Defoor hosts virtual town hall on crime, drainage woes

Defoor hosts virtual town hall on crime, drainage woes
Flooding after heavy late afternoon rainfall Sept. 16 in the Fishweir Creek neighborhood.

Community policing and shared intelligence keys to mitigating criminal activity

Jacksonville City Councilwoman Randy Defoor hosted a virtual town hall meeting with a few dozen constituents on September 9 to discuss two timely neighborhood concerns, recent crime trends and flooding during storm season.

“We have a lot of heavy issues to discuss this time,” said Ms. Defoor to open the discussion on Zoom with Jacksonville Sheriff’s Office (JSO) Assistant Chief Dan Shelton of the local Zone 4, who reviewed neighborhood crime statistics showing most types of crime have been down this year with two exceptions: vehicle burglaries and homicides are up in 2021.

There have been two homicides on different blocks of Myra Street six blocks apart, on the 2700 and 3000 blocks, this year compared to zero in the zone last year and one in 2019, according to JSO’s internal statistics.

“One is too many, obviously,” said the officer.

He and Councilwoman Defoor cautioned residents against confronting vehicle burglars, as such an encounter led to the most recent death in Zone 4. The suspected shooter turned himself in, largely thanks to residents’ cooperation and the sharing of security video with police, Mr. Shelton said.

“If you see someone break in your car, call the police. Don’t confront burglars,” Ms. Defoor advised.

Mr. Shelton said catalytic converter thefts from vehicle exteriors have become common-place as well as firearm thefts from inside vehicles, usually unlocked, as well as unlocked homes and apartments. The converters can be sold out of state for $1000 apiece but cost at least $1500 to replace and the guns are used to commit other crimes, like armed robberies of businesses, bar patrons after closing and drug dealers known to have cash, drugs and guns on hand.

The assistant chief urged residents to store valuables, particularly electronics like laptop computers, cameras and tablets, but also weapons, in their homes or locked inside their trunks rather than inside vehicle cabs. He recommends checking all locks every evening at 9 p.m., too.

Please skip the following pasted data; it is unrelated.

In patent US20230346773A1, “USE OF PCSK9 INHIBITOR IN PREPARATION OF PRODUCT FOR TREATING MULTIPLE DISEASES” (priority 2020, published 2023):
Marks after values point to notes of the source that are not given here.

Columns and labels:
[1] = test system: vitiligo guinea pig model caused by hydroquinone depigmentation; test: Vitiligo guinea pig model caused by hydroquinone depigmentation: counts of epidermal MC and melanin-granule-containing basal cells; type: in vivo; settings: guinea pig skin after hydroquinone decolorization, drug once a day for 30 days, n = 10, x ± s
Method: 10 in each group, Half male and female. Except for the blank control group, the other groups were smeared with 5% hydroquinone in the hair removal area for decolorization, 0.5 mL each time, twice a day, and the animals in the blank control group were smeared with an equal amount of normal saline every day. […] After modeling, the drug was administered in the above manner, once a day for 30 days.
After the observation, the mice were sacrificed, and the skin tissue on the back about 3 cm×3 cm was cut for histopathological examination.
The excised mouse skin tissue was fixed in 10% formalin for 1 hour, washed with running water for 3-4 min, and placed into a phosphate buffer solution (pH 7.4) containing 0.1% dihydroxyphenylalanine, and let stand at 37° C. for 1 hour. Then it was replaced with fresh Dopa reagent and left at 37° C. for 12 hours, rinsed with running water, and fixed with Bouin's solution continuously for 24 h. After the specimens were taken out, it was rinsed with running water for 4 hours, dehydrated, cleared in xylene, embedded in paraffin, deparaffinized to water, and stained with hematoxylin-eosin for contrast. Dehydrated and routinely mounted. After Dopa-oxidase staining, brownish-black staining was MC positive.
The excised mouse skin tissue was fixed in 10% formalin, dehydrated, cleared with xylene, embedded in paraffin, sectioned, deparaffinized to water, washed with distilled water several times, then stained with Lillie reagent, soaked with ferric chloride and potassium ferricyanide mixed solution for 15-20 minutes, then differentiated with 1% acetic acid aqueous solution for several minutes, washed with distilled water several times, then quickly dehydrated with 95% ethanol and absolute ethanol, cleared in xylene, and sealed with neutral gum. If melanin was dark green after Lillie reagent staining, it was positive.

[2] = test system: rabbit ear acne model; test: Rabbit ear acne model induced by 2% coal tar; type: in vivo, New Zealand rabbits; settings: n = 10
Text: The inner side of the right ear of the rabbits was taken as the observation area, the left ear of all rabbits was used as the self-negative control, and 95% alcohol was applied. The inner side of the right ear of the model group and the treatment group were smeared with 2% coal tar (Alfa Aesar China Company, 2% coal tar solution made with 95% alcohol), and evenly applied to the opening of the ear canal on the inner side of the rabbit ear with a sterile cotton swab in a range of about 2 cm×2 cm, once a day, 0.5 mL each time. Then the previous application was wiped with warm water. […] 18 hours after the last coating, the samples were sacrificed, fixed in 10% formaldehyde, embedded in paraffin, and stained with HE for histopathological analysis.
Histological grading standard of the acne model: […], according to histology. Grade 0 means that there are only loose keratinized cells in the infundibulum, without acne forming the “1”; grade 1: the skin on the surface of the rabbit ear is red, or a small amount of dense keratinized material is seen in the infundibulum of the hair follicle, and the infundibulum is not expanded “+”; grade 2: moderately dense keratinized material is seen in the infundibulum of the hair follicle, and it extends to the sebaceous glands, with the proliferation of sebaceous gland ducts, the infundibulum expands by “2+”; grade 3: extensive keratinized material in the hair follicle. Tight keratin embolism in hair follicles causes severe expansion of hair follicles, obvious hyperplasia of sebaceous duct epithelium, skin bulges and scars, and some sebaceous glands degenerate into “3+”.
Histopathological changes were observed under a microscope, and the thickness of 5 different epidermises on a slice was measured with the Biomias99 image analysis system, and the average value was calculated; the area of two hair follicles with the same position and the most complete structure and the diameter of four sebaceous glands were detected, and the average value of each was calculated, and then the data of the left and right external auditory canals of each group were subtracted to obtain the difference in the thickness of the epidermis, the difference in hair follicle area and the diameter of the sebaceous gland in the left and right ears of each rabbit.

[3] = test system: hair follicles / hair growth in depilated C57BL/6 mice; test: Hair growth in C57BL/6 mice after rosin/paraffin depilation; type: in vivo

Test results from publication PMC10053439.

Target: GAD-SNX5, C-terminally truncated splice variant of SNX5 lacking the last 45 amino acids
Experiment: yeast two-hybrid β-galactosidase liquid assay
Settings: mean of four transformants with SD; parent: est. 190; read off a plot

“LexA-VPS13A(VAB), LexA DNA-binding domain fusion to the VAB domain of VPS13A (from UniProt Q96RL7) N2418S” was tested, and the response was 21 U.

“Any support, we’d greatly appreciate that,” requested Mr. Shelton.

While vehicle burglars will roam streets in the early morning hours lifting vehicle door handles to test for unlocked targets, it’s rare they break into locked vehicles when no valuables are present.

“We’re not seeing them run down Dellwood breaking windows,” said Mr. Shelton, but expensive items like rifles and laptops can entice criminals to smash-and-grab.

“There’s not a lot of money to be gained,” said Mr. Shelton. “It’s to fuel their drugs. A lot of it revolves around drugs.”

Armed robberies have also been reported after the 2 a.m. closing time near the bars on King Street. Inebriated patrons are easy targets, he said.

Millions of dollars coming from city, Army Corps for waterway projects

The City of Jacksonville plans to spend $1 million to improve drainage and reduce flooding west of Riverside High School and the U.S. Army Corps of Engineers is close to spending much more, at least $5 million, to dredge and restore Big Fishweir Creek and remove sediment from Little Fishweir Creek with the city adding millions more.

Work is also being planned for improvements of the Willow Branch Creek canal seawall, city Chief of Engineering and Construction Management Robin Smith said.

All came up during the recent virtual town hall meeting during the flooding discussion that also featured a flood mitigation expert from Louisiana, still reeling from impacts of the recent Hurricane Ida.

Homeowners in flood-prone areas essentially have three choices: pay flood insurance rates rising by double digits year after year, elevate existing structures or rebuild them at higher floor elevations after they’ve been flooded.

All are expensive but also necessary to ensure historic homes withstand more flooding expected in the future due to rising temperatures and sea levels, and the major challenge is financing such projects in conjunction with federal government financial assistance as state aid for flood mitigation is minimal in Florida, which has the fourth-highest National Flood Insurance Program loss claims in the country. Less than one-third of properties in flood zones have insurance coverage statewide.

“It takes a team to get resilient,” said Roderick Scott of L&R Resources, LLC. “You have to do the infrastructure and elevate the buildings. The water’s here and more is coming.”

As such, Riverside Avondale Preservation (RAP) is seeking members to serve on its new flooding, drainage and resiliency committee. Visit to learn more about RAP and get involved.

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